There are only two ways to become legally separated in New York State. The first and most common is for the spouses to enter into a separation agreement. The second, and rarely used, is for a judgment of separation to be granted by the court. Simply living apart does not make a couple legally separated, regardless of how long.
A separation agreement is a way for couples to resolve all of the issues of their marriage without going to court. If parties are able to reach an understanding and agreement with each other, we can draft a legally binding agreement containing all of the terms necessary to resolve all of the issues of the marriage.
For a separation agreement to be legally binding, it must meet certain requirements as to form, content and language, especially when minor children are involved. The separation agreement must address all of the issues in a divorce, like custody of the minor children, child support, spousal support, and equitable division of the assets. Additionally, strict rules govern the form of execution of the agreement which must be complied with to be binding and enforceable. One example requires that the agreement be executed in the same manner as is required for execution of a deed. A writing that does not conform to these strict requirements will not be enforceable.
When seeking a separation agreement, it advisable that each party have their own attorney, especially when minor children and financial issues are involved. It is possible for only one party to have an attorney to draw up the agreement, however it is extremely risky, for both parties. The unrepresented party may not come to realize the full weight of the terms of the agreement until after they find themselves bound by the terms of the agreement. A party may attempt to later set aside the agreement based upon the lack of having an attorney represent them during the negotiation and drafting of the agreement.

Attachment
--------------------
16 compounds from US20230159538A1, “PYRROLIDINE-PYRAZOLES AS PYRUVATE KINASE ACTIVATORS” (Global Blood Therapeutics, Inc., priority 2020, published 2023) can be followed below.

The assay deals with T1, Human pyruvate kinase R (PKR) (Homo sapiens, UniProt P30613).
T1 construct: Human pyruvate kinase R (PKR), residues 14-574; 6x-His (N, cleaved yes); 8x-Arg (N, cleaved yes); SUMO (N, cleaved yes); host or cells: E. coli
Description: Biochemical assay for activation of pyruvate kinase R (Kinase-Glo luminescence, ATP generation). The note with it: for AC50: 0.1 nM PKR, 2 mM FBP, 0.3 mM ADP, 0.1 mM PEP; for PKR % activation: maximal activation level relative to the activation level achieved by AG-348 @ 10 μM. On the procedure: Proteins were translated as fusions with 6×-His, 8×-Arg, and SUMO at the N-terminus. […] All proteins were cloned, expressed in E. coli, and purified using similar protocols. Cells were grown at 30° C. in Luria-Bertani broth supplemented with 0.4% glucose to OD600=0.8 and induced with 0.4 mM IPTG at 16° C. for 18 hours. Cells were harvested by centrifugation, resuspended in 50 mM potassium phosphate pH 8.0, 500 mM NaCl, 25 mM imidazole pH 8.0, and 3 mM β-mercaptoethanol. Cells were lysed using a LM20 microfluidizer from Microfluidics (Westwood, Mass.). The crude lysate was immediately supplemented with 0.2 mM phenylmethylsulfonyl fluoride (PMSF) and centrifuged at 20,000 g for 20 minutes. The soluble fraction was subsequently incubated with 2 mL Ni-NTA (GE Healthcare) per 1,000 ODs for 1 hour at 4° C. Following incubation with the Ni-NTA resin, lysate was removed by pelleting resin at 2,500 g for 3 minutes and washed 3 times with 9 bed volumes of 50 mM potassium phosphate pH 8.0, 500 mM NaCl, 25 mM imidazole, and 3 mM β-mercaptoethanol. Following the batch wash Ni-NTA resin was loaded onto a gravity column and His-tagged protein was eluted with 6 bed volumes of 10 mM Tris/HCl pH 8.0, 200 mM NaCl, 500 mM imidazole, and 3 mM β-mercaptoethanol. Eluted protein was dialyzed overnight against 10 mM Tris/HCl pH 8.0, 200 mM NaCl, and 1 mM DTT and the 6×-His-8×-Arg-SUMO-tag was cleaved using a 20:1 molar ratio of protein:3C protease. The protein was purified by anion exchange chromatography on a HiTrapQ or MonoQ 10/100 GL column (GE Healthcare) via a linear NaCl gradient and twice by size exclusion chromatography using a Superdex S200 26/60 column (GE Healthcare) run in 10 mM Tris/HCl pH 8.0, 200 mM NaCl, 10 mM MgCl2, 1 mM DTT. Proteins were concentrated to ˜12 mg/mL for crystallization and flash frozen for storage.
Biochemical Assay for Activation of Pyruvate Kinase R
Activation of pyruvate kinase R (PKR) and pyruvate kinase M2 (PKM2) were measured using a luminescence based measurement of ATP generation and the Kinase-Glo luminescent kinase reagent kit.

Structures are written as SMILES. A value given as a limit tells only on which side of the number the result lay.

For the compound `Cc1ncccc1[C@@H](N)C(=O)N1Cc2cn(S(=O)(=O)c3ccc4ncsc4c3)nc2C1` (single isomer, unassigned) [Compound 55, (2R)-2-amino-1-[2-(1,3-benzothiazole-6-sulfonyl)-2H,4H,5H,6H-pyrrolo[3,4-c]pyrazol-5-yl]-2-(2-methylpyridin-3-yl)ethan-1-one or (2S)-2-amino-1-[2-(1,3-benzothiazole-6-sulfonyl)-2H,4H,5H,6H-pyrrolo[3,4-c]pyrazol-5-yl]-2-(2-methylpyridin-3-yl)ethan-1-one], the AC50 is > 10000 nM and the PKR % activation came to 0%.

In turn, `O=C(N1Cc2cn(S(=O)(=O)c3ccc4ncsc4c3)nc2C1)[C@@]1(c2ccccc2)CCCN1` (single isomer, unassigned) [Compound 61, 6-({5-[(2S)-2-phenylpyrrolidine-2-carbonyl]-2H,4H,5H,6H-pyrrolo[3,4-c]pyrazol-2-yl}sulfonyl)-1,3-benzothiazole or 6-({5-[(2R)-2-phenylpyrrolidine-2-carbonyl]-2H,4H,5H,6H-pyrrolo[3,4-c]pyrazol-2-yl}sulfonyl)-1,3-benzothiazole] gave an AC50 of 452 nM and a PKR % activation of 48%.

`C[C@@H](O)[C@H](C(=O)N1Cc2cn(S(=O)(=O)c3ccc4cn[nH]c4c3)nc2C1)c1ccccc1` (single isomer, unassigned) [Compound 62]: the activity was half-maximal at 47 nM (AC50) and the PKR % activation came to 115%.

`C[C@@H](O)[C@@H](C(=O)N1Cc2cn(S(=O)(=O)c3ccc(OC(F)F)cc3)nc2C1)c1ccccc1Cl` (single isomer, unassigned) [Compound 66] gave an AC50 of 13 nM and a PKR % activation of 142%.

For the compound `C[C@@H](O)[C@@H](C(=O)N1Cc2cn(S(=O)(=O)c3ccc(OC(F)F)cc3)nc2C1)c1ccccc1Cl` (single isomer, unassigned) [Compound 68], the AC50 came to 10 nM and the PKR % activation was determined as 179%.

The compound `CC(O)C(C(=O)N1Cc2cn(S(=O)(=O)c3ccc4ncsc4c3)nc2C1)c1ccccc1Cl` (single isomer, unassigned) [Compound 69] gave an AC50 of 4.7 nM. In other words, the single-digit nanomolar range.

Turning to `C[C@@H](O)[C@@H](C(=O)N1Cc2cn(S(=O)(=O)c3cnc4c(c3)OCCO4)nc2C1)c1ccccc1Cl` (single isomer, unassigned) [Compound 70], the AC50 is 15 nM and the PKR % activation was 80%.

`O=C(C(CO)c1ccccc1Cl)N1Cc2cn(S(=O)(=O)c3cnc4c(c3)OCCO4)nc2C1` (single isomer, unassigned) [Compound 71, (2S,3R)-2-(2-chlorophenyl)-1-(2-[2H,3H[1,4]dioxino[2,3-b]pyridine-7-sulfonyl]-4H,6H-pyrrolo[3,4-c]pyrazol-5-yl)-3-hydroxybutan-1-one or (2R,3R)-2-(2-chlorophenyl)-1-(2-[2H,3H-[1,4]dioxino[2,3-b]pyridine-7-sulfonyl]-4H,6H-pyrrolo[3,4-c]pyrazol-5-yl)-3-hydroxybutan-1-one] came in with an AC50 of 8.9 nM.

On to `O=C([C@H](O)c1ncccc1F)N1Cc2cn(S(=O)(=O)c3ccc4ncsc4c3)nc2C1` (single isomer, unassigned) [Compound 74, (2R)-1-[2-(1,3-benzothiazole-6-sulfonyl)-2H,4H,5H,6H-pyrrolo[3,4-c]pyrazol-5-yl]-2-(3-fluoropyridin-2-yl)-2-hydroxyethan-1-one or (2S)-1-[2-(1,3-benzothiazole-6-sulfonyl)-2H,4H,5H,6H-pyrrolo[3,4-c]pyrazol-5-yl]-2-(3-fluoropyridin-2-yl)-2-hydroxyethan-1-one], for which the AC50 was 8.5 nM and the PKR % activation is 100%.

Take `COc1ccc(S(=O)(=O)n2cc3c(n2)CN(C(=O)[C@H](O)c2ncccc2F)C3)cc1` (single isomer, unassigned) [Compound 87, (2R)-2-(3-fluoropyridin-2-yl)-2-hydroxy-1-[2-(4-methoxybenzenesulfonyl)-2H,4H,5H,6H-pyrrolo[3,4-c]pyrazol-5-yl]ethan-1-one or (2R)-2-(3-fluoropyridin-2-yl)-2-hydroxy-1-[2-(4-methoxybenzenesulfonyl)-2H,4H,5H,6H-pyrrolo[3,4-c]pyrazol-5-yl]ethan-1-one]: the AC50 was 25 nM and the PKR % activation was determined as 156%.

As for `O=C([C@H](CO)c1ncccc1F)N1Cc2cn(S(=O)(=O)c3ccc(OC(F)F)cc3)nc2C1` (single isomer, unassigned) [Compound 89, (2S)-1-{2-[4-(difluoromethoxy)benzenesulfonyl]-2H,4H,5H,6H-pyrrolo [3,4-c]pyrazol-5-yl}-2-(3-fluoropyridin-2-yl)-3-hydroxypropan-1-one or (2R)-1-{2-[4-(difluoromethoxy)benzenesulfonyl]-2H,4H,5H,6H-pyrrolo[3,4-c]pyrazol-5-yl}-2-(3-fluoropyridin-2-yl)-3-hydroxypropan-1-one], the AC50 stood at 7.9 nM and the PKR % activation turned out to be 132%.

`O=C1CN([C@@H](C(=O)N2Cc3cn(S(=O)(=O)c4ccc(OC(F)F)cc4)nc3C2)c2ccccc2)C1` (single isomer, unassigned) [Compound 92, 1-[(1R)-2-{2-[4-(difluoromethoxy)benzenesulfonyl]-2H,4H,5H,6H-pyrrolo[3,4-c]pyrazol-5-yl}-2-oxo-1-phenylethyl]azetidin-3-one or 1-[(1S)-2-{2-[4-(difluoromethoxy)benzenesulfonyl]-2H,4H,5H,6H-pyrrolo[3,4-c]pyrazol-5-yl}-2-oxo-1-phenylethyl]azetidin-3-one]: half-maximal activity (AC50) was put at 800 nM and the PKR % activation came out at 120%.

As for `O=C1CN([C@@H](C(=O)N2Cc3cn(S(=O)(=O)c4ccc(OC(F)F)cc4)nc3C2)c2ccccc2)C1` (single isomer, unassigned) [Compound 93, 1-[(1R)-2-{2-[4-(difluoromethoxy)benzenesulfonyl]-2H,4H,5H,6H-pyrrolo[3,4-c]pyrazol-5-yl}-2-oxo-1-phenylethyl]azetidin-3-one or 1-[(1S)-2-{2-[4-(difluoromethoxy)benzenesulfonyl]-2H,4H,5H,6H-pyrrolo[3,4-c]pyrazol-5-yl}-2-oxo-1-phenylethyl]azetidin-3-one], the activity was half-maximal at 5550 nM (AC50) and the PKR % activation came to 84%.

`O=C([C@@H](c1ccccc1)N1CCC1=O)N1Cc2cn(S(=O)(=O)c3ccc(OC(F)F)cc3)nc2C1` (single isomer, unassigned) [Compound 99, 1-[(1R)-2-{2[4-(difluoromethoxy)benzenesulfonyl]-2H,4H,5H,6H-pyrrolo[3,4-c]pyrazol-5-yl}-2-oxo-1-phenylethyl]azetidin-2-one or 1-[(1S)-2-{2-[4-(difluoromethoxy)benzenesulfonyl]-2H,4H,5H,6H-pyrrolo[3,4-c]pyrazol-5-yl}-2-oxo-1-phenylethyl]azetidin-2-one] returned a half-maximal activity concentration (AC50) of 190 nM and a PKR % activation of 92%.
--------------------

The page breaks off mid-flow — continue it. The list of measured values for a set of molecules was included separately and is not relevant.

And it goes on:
After your separation agreement is complete and fully executed by both parties, it is advisable to file it with the county clerk of your respective county. This is not required, but it is recommended to prevent anyone from making unauthorized changes and avoid the risk of it getting lost or destroyed.
The drafting of agreements between spouses is a complex and detailed undertaking. Our litigation experience provides us with the knowledge and foresight to make sure that agreements are written with binding and conclusive terms to provide the maximum protection our clients desire so that the settlements we reach on their behalf stand the test of time.